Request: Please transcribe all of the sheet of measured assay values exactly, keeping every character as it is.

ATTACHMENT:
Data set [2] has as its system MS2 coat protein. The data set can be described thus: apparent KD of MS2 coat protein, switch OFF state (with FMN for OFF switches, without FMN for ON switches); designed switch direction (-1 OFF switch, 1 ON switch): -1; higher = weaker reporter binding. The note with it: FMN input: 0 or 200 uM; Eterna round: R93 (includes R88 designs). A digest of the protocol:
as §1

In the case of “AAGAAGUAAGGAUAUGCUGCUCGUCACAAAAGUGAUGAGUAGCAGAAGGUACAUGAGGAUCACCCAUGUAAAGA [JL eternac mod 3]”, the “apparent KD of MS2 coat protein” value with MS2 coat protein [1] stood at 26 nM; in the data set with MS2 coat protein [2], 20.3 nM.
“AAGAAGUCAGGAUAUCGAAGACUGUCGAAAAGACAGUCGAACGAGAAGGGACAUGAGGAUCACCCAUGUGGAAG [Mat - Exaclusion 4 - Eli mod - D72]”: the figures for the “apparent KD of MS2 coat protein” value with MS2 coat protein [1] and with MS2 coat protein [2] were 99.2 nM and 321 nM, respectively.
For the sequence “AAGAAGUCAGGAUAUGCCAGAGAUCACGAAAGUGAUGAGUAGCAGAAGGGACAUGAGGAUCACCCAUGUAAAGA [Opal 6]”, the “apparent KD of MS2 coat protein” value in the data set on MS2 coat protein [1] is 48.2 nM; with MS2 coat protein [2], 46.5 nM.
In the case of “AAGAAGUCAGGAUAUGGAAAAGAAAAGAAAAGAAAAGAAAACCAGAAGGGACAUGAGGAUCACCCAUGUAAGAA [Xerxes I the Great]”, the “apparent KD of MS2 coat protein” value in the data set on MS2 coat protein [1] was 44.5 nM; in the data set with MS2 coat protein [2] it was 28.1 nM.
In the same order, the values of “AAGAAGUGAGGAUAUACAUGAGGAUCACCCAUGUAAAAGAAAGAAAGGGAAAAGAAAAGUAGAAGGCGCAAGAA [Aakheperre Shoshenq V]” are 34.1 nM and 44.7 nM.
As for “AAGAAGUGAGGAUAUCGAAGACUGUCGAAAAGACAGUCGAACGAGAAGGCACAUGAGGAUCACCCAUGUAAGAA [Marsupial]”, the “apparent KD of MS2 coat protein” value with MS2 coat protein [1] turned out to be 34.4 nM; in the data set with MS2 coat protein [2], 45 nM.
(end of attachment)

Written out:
Data set [2] has as its system MS2 coat protein. The data set can be described thus: apparent KD of MS2 coat protein, switch OFF state (with FMN for OFF switches, without FMN for ON switches); designed switch direction (-1 OFF switch, 1 ON switch): -1; higher = weaker reporter binding. The note with it: FMN input: 0 or 200 uM; Eterna round: R93 (includes R88 designs). A digest of the protocol:
as §1

In the case of “AAGAAGUAAGGAUAUGCUGCUCGUCACAAAAGUGAUGAGUAGCAGAAGGUACAUGAGGAUCACCCAUGUAAAGA [JL eternac mod 3]”, the “apparent KD of MS2 coat protein” value with MS2 coat protein [1] stood at 26 nM; in the data set with MS2 coat protein [2], 20.3 nM.
“AAGAAGUCAGGAUAUCGAAGACUGUCGAAAAGACAGUCGAACGAGAAGGGACAUGAGGAUCACCCAUGUGGAAG [Mat - Exaclusion 4 - Eli mod - D72]”: the figures for the “apparent KD of MS2 coat protein” value with MS2 coat protein [1] and with MS2 coat protein [2] were 99.2 nM and 321 nM, respectively.
For the sequence “AAGAAGUCAGGAUAUGCCAGAGAUCACGAAAGUGAUGAGUAGCAGAAGGGACAUGAGGAUCACCCAUGUAAAGA [Opal 6]”, the “apparent KD of MS2 coat protein” value in the data set on MS2 coat protein [1] is 48.2 nM; with MS2 coat protein [2], 46.5 nM.
In the case of “AAGAAGUCAGGAUAUGGAAAAGAAAAGAAAAGAAAAGAAAACCAGAAGGGACAUGAGGAUCACCCAUGUAAGAA [Xerxes I the Great]”, the “apparent KD of MS2 coat protein” value in the data set on MS2 coat protein [1] was 44.5 nM; in the data set with MS2 coat protein [2] it was 28.1 nM.
In the same order, the values of “AAGAAGUGAGGAUAUACAUGAGGAUCACCCAUGUAAAAGAAAGAAAGGGAAAAGAAAAGUAGAAGGCGCAAGAA [Aakheperre Shoshenq V]” are 34.1 nM and 44.7 nM.
As for “AAGAAGUGAGGAUAUCGAAGACUGUCGAAAAGACAGUCGAACGAGAAGGCACAUGAGGAUCACCCAUGUAAGAA [Marsupial]”, the “apparent KD of MS2 coat protein” value with MS2 coat protein [1] turned out to be 34.4 nM; in the data set with MS2 coat protein [2], 45 nM.